No team has won more games over the last two seasons than the Houston Astros, whose outsized success since burning it all down - they've made the playoffs in three of the past four years, earning two division titles and the first World Series title in franchise history - has no doubt contributed to the tanking epidemic plaguing Major League Baseball.
Despite getting waxed by the Boston Red Sox in the American League Championship Series, the 2018 Astros were arguably the best team in the majors, leading the league in run differential (plus-263) and playing at a 109-win pace. After adding Gerrit Cole (and with Justin Verlander on the roster from the get-go), they were better than they had been in 2017, when they hoisted the Commissioner's Trophy.
And though free agency will dilute that roster a bit - Charlie Morton and Brian McCann have already found new homes, and Dallas Keuchel will shortly - the Astros entered the offseason expected to waltz to a third successive American League West title, with the fixtures of their burgeoning dynasty, from Alex Bregman to Jose Altuve to George Springer to Carlos Correa, still very much in their primes.
Well, the rich reportedly got richer Monday. The Astros agreed to a two-year deal with veteran outfielder Michael Brantley, a three-time All-Star who will help ensure that Houston's perpetually elite offense remains so for the foreseeable future. Having enjoyed a triumphant return to form with the Cleveland Indians in 2018 after two injury-ravaged seasons, Brantley will take over the vacant left-field job, freed up by the (presumed) departure of Marwin Gonzalez. As a left-handed hitter, he'll also inject some "balance" into to an overwhelmingly right-handed lineup.
The Astros didn't give him Andrew McCutchen money because he hits left-handed, though. They gave Brantley that money because he's an exceptional hitter.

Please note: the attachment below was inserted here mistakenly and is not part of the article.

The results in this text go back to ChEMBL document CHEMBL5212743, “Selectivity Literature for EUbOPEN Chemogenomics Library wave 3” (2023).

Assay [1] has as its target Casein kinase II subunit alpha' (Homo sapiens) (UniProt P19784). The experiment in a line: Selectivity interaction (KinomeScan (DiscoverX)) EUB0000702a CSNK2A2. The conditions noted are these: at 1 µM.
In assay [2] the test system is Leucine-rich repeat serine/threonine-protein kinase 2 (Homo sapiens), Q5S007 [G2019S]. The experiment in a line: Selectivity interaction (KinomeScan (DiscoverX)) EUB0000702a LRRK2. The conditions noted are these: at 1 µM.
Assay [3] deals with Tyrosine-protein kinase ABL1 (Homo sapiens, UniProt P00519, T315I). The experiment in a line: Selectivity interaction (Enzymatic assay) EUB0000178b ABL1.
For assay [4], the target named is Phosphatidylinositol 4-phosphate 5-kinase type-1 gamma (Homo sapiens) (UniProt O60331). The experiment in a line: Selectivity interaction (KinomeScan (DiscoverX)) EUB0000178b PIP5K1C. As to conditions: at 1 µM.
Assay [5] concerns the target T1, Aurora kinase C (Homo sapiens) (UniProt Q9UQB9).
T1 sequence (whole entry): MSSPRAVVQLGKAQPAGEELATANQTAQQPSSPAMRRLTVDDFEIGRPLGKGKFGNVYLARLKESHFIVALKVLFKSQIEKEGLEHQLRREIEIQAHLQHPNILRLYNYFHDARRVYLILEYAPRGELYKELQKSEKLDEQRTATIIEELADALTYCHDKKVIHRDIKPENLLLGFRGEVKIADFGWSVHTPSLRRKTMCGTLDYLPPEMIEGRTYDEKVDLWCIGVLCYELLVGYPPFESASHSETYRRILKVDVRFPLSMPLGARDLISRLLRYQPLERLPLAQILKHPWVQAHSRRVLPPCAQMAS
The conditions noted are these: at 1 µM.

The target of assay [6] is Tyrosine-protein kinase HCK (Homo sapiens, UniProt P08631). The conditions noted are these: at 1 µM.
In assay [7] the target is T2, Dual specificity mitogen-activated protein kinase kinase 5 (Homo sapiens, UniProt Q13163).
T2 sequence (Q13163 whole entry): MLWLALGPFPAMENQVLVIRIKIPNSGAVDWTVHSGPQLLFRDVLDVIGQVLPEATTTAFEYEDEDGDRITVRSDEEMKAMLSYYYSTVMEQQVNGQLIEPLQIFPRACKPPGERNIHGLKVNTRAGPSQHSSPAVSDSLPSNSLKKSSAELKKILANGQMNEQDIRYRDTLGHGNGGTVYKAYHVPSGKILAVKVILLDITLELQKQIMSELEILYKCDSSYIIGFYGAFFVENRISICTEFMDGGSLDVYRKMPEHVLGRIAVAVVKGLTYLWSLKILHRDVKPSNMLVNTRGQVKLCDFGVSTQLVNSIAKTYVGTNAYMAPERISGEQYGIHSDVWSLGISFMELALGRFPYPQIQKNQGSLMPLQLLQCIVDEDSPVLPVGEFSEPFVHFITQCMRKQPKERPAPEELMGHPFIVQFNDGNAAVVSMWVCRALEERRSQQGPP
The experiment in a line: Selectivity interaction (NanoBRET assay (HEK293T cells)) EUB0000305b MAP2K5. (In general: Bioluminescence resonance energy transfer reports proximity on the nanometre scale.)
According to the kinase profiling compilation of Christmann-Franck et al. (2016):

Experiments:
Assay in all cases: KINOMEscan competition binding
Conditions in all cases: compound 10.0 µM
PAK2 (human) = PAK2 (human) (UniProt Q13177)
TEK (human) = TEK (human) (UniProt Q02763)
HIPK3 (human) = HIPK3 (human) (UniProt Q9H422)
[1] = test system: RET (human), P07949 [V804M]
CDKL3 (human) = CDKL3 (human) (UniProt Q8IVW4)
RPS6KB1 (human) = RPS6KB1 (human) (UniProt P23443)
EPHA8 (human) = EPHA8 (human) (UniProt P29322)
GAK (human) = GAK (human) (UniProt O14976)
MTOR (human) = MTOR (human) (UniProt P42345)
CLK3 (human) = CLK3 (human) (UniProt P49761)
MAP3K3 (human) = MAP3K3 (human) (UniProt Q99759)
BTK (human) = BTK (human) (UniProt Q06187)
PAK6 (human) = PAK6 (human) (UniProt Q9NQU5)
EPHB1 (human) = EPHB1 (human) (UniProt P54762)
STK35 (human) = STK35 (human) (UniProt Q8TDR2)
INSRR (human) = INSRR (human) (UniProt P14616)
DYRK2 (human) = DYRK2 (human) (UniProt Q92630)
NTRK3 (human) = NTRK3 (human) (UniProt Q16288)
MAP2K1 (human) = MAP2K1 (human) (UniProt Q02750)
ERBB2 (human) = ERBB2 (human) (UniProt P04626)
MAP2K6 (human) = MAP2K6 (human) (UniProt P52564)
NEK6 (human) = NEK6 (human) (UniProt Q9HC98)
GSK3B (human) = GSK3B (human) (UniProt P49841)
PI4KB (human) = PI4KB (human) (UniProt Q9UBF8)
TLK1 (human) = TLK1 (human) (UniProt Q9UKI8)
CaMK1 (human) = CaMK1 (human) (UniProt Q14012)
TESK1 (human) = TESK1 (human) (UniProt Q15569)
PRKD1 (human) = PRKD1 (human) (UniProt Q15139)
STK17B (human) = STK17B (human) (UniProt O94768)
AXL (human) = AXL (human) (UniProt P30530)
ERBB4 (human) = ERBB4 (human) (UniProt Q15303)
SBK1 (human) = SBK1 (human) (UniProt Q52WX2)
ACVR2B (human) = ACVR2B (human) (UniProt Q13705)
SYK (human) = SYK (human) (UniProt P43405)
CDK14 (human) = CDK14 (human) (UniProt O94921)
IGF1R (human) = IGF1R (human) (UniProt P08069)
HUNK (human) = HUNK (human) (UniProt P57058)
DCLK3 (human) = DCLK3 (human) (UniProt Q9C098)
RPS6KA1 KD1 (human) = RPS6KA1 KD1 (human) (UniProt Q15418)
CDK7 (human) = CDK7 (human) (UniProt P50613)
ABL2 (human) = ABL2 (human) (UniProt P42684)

Brantley, who debuted with Cleveland in 2009, has distinguished himself (particularly of late) through his ability to consistently drive the ball with authority while also making contact at an elite rate. To illustrate, here's an exhaustive list of the hitters (minimum 2,000 plate appearances) with a strikeout rate below 10 percent since 2012, Brantley's first season in which he qualified for the batting title:
Essentially, it's a bunch of slap hitters and Brantley, who averaged 2.8 fWAR per season over that span - despite appearing in just 111 games from 2016 through 2017 due to major shoulder and ankle injuries - and received downballot American League MVP votes in 2014 and 2015. Virtually no other hitter, in other words, hits like he does. He received that honorary doctorate in smoothness for a reason.
Last year, moreover, Brantley showed that injuries hadn't compromised his silky stroke. He slashed .309/.364/.468 (124 wRC+) with 17 home runs and 36 doubles in 143 games, providing as much value as Bryce Harper and Joey Votto while outhitting the likes of Springer, McCutchen, and Andrew Benintendi. His contact skills didn't erode either, as Brantley's anachronistic 9.5 percent strikeout rate was second-lowest among qualified hitters. Incidentally, the Indians opted not to extend him a qualifying offer at season's end, meaning the Astros didn't forfeit a draft pick to sign him.
To be sure, Houston didn't need Brantley to field a top-of-the-line offense again. In 2018, the Astros - who evoked Murderers' Row the year prior - still tied for second in the majors in park-adjusted offense amid considerable regression from Correa, Springer, Gonzalez, Yuli Gurriel, and Josh Reddick. They would've scored plenty of runs in 2019 even with Tony Kemp as their everyday left fielder.
But the Astros didn't have a compelling reason not to sign him, either. They are smack-dab in the middle of their competitive window, had an opening in left field, and needed to commit only money - on a surprisingly short term - to acquire him. It was that simple.
And Brantley's deal allows the Astros to shop Kyle Tucker, their most highly touted position-player prospect, to address those areas still outstanding on their roster - namely the back of their rotation and, potentially, a designated hitter. They could also dangle Tucker in a potential swap for Miami Marlins catcher J.T. Realmuto, whom they've been linked to despite adding Robinson Chirinos earlier this offseason.
Alternatively, they can hang onto Tucker as depth, given Brantley's injury history, or as a potential replacement for Reddick. A surplus of talent is a problem the Astros would happily embrace. Last year, after all, the Astros bumped Brad Peacock to the bullpen to accommodate Cole in the rotation. Peacock had been their most effective starter the season prior.
Ultimately, with Brantley in their employ, the Astros are better equipped to win another World Series in 2019 than they were last week, having both improved their lineup and expanded their asset base. This is the kind of savvy, mid-market move that can turn a great team into a dynasty.
Jonah Birenbaum is theScore's senior MLB writer. He steams a good ham. You can find him on Twitter @birenball.